Govt eases tax exemption process for start-ups on angel investments
17 January 2019
The government has relaxed procedures for start-ups to seek income tax exemption on investments from angel funds as part of efforts to address investment fears of would be entrepreneurs.
The move follows complaints by founders of various startups of receiving notices under Section 56(2) (viib) of Income Tax Act from the I-T Department for tax payments on angel funds raised by them.
Commerce and industry minister Suresh Prabhu approved a notification extending allowances for angel investors and the Department of Industrial Policy and Promotion on Thursday issued a formal notification to this effect.
To claim tax exemption, a startup will have to apply, with all the documents to be recognised as a start-up, to the DIPP, which, in turn, will forward it to the Central Board of Direct Taxes with necessary documents.
“CBDT has been mandated to grant exemption approval to the start-up for the purposes of this clause or they can decline to grant such approval within a period of 45 days from the date of receipt of application from the DIPP,” according to a gazette notification.
The new procedure does away with the earlier procedure of applying to an inter-ministerial board of certification for approval. Application procedure has been simplified by making application to CBDT through DIPP.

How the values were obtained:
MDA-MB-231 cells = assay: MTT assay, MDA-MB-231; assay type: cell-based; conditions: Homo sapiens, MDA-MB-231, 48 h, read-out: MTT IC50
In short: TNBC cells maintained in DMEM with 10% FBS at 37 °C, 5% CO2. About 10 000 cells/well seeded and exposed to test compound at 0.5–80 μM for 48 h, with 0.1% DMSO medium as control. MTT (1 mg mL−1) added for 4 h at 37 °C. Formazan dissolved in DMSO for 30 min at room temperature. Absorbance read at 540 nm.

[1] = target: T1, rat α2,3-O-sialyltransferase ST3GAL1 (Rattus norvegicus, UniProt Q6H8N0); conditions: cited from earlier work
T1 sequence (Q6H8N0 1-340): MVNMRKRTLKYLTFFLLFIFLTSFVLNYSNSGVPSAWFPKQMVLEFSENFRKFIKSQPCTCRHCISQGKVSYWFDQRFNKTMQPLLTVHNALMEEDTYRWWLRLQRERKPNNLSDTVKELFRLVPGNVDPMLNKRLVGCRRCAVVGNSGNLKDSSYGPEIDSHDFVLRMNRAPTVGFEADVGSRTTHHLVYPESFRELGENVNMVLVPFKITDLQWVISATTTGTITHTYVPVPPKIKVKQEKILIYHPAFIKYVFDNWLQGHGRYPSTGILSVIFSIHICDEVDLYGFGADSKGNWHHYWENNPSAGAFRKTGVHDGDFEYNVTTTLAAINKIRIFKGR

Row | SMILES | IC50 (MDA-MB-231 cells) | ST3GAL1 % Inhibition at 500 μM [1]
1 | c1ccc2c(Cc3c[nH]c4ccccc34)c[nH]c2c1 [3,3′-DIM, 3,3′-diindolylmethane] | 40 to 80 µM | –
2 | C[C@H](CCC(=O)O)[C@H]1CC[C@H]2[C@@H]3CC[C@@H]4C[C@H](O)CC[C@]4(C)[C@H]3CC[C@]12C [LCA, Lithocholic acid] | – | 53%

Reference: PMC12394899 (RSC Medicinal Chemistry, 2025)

The earlier requirement of start-up submitting a report from merchant banker specifying the fair market value of shares has also been done away with. As per the revised procedure, a start-up which is recognised by the DIPP would be eligible to seek exemptions, subject to certain conditions.
- Start-ups will have to provide account details and return of income for last three years;
- Similarly, investors would also have to give its net worth details and return of income. (The government had earlier allowed startups to avail full tax concession on investments up to Rs10 crore from investors, including angel financiers).
- The conditions also include that “investor should have returned income of Rs50 lakh or more for the financial year preceding the year of investment; and net worth exceeding Rs2 crore or the amount of investment made/proposed to be made in the startup, whichever is higher, as on the last date of the financial year preceding the year of investment/proposed investment,” notification added.
Section 56(2) (viib) of the Income Tax Act provides that the amount raised in excess of a startup’s fair market value is taxed at 30 per cent as income of the firm from other sources. Prabhu had taken up the issue up with the finance ministry. Normally, about 300-400 startups get angel funding every year.
The government launched the Startup India Initiative in January 2016 to build a strong ecosystem for nurturing innovation and entrepreneurship.